Director Lee Sang-geun, actor Jo Jung-suk discuss “Exit” in Busan


Each year at the Busan International Film Festival, a handful of Korean blockbuster hits from the previous 12 months make a final cinematic swansong in domestic theaters.  “Exit” (엑시트), starring Jo Jung-suk (as Yong-nam) and Lim Yoona (as Ui-joo), was one of the titles that made a big splash this past summer.  They play once optimistic rock climbing club mates who are later reunited as down-on-their-luck individuals with dim viable employment prospects.  Those burdens, however, are cast aside when a toxic gas envelops the city during Yong-nam’s mother’s birthday party held at the very hotel where Ui-joo works.  The only way to escape the gas is to keep moving towards higher elevations…and that is when Yong-nam’s and Ui-joo’s past climbing skills take over the disaster comedy, drawing sweat from the palms of many a viewer.

Jo and “Exit” director Lee Sang-geun appeared at the Oct. 4 screening at the CGV Centum City to discuss the film through a translator.  Excerpts from their Q&A session follow below:

Lee Sang-geun, director

On how he came up with the idea for the film: I coincidentally, accidentally came up with the idea.  I came up with some information about toxic gas…when this white cloud toxic gas encompasses the city, and then it can only go so far as to a certain limit.  I was wondering how the people who are involved in this cloud can survive in this toxic gas, and I also wanted to depict the people who survive in this toxic gas, like in the clouds. And it’s kind of a metaphor for the Koreans, especially for the young people living in the present hwaiting.

On why there is so much climbing in the film: At first, this film is about the people who are above this toxic gas.  It just intuitively came to me that you need climbing in this film…I was not, at first, much interested in climbing itself, but as I was writing this screenplay, I felt the need to do some research, so I enrolled in climbing classes.  As I was taking the lessons, I learned that climbing is about orientation, and it’s about [the] will…[to] have to go to the top. I felt like it’s something very similar to life itself and I felt there could be a lot of stories that you can tell with this climbing.

On how the casting came to be: When I was writing the screenplay, I really wanted to find the right actor and actress for the roles of Yong-Nam and Ui-Joo. Jong-suk came to my mind first and unfortunately, because he was in a predetermined schedule, we had to wait for him for about a year…We were very delighted to wait for him for a year and fortunately, he could play the role in this film.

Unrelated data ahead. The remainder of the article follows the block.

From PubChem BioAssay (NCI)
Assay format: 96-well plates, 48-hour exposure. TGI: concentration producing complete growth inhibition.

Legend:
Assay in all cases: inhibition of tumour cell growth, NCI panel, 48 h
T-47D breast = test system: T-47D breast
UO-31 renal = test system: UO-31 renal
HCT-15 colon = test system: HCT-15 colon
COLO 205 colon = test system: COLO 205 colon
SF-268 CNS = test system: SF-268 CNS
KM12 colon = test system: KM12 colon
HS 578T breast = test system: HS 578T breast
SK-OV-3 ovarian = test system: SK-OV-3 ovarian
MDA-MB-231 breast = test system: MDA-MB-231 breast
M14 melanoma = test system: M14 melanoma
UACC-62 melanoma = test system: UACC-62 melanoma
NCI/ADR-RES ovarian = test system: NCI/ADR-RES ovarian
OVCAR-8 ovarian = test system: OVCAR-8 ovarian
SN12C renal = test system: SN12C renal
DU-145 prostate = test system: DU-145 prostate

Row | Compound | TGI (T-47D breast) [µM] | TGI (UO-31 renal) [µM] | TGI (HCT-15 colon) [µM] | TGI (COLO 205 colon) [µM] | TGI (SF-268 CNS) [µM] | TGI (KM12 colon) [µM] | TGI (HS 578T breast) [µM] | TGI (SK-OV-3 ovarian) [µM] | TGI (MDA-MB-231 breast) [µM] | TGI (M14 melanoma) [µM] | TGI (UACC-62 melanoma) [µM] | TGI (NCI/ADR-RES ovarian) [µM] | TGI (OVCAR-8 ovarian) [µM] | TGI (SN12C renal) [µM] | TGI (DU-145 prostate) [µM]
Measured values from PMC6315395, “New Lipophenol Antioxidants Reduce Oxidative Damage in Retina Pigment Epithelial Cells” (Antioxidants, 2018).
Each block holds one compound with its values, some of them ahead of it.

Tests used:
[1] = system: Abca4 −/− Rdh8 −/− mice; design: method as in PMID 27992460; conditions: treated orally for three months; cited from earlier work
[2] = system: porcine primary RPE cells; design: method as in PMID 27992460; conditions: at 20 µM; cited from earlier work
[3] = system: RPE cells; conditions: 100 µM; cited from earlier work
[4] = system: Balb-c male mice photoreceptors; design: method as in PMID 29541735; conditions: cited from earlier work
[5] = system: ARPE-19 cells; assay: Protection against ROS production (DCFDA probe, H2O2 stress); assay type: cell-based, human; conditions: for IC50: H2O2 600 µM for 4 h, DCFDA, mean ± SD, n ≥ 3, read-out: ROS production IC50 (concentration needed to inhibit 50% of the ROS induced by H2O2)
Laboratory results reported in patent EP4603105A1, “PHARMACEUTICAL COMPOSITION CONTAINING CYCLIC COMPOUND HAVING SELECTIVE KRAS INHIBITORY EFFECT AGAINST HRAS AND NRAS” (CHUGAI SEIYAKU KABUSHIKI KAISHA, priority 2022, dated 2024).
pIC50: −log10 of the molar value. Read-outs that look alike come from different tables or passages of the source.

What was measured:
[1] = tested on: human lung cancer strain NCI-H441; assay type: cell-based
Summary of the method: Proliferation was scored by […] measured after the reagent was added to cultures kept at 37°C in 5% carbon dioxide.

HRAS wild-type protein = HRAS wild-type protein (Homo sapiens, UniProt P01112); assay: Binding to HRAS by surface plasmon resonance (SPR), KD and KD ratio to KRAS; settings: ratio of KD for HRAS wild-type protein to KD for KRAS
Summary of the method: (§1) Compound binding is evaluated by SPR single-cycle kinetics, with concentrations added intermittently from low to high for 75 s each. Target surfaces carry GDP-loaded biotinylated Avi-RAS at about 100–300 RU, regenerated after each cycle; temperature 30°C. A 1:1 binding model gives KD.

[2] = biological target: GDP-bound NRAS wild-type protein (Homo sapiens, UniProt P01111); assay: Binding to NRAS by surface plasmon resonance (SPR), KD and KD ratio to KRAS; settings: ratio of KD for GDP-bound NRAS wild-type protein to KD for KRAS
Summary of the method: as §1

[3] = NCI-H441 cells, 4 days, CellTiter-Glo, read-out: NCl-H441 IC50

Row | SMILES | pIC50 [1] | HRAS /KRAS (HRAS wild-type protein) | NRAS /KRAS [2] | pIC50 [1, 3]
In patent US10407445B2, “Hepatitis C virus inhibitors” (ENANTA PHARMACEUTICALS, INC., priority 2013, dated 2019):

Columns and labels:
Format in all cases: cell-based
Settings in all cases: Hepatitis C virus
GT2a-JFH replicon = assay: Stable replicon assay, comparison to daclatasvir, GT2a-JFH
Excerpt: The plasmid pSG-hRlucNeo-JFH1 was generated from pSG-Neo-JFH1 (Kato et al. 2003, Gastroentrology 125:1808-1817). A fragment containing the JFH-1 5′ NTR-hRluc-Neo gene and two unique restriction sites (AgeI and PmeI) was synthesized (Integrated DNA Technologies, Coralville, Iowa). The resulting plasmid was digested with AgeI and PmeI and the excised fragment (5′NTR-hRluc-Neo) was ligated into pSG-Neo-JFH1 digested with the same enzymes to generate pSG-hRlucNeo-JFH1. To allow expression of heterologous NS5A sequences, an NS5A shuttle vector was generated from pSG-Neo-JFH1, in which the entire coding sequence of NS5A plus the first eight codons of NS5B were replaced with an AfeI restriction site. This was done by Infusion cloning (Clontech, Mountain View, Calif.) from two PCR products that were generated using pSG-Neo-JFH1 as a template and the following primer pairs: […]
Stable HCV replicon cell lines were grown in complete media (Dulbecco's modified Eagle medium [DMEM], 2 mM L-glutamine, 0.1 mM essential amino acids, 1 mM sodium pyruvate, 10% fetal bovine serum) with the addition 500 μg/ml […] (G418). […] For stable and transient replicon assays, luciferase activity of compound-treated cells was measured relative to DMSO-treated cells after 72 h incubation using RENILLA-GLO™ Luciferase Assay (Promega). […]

Jo Jung-suk, actor

His thoughts on the script: When I first read the screenplay, I felt this screenplay was very novel and unique, and it was fun in like no other way [I had seen before]. And I’m a big fan of Jackie Chan and his films, so I wanted to try this kind of genre for some time and this was the right one that I could try.

On doing his own stunts: I really wanted to do everything myself.  Actually, I did about 90 percent of the scenes, but with a little bit of help with wires. But, you know, even fairly small scenes, I really wanted to do myself because I am the one who’s playing the role, so I am the one who knows the detail of my character. So that’s why I really wanted to do almost everything myself. And actually, I got hurt. My right shoulder got hurt in the film, so I can say I traded the success of this film with my shoulder. It’s getting very expensive.

On working with Lim Yoona of Girls’ Generation: So, in the production stage, everyone in the film was like me: the role of this Ui-joo is very important…[she] will have to tie a rope around her, and she would have to jump, run, and climb with me, so I thought this chemistry was very important. And if somebody who doesn’t know how to move her body was cast, then that was going to be difficult for me as well as the staff.

When we heard that Yoona was cast for this film, everyone was really thrilled because she is a good dancer.  She knows how to move her body, [but] I really didn’t know she could run this fast as well… sometimes, it was even hard for me to catch up with her. I think that’s why there was no problem in shooting this film and I really enjoyed working with her.

On a potential sequel for “Exit,” which Lee said he had no plans to shoot: So if there’s any new complete plan developed by the director for the next film, there is no any reason not to say yes. I’ll be more than glad to take his offer.  I was really loved with this film and I almost shed my tears. And really, I was really happy. I’m really happy for this and thank you for your support and love.

“Exit” screens at the 2019 Busan International Film Festival on Oct. 10 at 7:30 p.m.